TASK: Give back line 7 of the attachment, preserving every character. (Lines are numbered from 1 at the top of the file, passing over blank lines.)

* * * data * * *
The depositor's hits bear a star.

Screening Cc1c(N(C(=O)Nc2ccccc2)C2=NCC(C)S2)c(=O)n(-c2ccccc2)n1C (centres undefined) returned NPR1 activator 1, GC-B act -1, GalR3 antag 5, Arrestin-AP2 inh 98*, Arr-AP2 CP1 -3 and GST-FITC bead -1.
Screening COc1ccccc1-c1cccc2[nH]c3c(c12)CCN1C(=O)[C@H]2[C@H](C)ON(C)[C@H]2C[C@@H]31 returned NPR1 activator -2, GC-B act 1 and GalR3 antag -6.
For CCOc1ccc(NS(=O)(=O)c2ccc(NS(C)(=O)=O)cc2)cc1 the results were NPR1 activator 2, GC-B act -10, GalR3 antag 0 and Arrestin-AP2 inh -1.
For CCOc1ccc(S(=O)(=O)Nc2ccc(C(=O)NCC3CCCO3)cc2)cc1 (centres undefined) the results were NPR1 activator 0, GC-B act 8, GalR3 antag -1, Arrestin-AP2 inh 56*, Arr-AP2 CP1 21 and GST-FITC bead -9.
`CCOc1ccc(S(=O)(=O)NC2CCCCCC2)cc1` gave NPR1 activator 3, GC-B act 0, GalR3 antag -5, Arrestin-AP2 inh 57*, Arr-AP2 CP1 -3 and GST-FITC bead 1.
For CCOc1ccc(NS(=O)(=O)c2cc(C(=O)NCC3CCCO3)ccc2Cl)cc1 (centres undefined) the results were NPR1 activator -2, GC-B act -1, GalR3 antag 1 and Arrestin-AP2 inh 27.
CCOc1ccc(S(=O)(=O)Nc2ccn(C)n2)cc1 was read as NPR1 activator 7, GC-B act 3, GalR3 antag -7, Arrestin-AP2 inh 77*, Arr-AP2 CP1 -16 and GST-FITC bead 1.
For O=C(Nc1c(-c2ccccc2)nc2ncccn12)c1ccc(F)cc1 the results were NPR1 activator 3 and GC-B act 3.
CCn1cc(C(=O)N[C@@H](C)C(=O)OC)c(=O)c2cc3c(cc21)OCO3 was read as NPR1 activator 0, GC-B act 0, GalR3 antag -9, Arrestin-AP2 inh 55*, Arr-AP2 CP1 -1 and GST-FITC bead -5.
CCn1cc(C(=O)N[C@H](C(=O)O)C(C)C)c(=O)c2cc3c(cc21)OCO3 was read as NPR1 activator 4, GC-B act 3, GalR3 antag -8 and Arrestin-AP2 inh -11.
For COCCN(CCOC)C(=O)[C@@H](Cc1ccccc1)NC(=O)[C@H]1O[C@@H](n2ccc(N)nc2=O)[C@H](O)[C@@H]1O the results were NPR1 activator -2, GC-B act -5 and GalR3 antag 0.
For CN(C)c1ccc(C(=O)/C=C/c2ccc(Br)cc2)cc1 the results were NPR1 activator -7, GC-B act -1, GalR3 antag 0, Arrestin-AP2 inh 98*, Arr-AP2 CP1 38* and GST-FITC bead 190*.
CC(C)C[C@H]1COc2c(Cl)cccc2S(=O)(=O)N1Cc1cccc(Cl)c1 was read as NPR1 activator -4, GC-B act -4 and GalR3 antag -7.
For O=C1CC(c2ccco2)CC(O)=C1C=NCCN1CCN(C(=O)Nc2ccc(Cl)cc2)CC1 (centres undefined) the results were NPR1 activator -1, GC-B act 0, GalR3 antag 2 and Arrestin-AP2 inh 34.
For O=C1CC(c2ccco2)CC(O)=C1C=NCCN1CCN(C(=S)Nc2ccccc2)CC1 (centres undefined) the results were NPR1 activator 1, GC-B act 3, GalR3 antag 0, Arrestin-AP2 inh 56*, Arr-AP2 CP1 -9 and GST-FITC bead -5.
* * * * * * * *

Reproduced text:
For CCOc1ccc(NS(=O)(=O)c2cc(C(=O)NCC3CCCO3)ccc2Cl)cc1 (centres undefined) the results were NPR1 activator -2, GC-B act -1, GalR3 antag 1 and Arrestin-AP2 inh 27.